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The Bright Light Social Hour - Space Is Still the Place (2015)

6-03-2015, 17:11
Music | Blues | Rock | Indie | FLAC / APE

The Bright Light Social Hour - Space Is Still the Place (2015)

Artist: The Bright Light Social Hour
Title Of Album: Space Is Still the Place
Year Of Release: 2015
Label: Frenchkiss
Genre: Indie/Blues/Psychedelic Rock
Quality: 320 / FLAC
Total Time: 45:29 min
Total Size: 104 / 288 MB
WebSite: Album Preview


1. Sweet Madeline (5:43)
2. Slipstream (2:56)
3. Dreamlove (5:05)
4. Ghost Dance (2:35)
5. Sea of the Edge (3:51)
6. Aperture (4:40)
7. Ouroboros (4:29)
8. Infinite Cities (4:42)
9. The Moon (3:15)
10. Escape Velocity (8:13)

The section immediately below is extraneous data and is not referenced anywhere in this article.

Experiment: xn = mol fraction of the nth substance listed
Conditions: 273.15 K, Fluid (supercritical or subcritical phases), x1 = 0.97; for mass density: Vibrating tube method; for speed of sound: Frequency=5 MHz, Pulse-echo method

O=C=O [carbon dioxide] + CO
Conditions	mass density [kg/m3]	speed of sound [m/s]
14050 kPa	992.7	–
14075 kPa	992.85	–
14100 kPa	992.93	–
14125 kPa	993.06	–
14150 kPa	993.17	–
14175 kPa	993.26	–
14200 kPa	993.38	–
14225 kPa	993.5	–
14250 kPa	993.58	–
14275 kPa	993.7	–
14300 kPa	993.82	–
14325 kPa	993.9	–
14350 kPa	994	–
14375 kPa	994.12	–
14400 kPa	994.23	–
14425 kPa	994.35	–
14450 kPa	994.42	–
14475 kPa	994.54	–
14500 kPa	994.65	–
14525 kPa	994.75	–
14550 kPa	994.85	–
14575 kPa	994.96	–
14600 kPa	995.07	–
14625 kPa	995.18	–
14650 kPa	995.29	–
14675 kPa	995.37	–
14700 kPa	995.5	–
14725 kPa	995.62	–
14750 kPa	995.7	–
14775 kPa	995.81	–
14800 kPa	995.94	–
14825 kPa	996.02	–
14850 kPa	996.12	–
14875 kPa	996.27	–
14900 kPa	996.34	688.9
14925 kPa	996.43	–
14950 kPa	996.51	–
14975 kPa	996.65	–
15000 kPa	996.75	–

Questions bring art to life. Songs can still ponder socio-political issues, the fragility and isolation of the human condition, and what lies ahead for earth. Moreover, music possesses the potential and gravitas to incite change, while reflecting the world's faults and follies. The Bright Light Social Hour contemplate a ''Future South'' on their second full-length album, ''Space Is Still the Place'' (Frenchkiss Records). Traversing the country and cranking tunes in the van, the collective musical palette expanded, embracing influences as diverse as deep house icon Frankie Knuckles, dance renegades Disclosure, Motown legends like Marvin Gaye, and Detroit Afrorock revolutionaries Black Merda. Everything siphoned into the vision behind ''Space Is Still the Place.'' Building a studio in their Austin home, the boys began their musical journey in early 2013. ''Space Is The Place'' was recorded/produced by the band themselves, mixed by Chris Coady (Beach House, Future Islands) and mastered by Greg Calbi (Tame Impala, The War on Drugs). The Austin artists Curtis Roush [guitar, vocals, synths], Jack O'Brien [bass, vocals, synths], Joseph Mirasole [drums, synths] offer a different interpretation of the space around them throughout ten thematically connected songs. They tackle a myriad of issues head on during tracks such as ''Ghost Dance'' and ''Ouroboros,'' while ''Infinite Cities'' contemplates loneliness and ''Escape Velocity'' subtly hints at a orgiastic ending.

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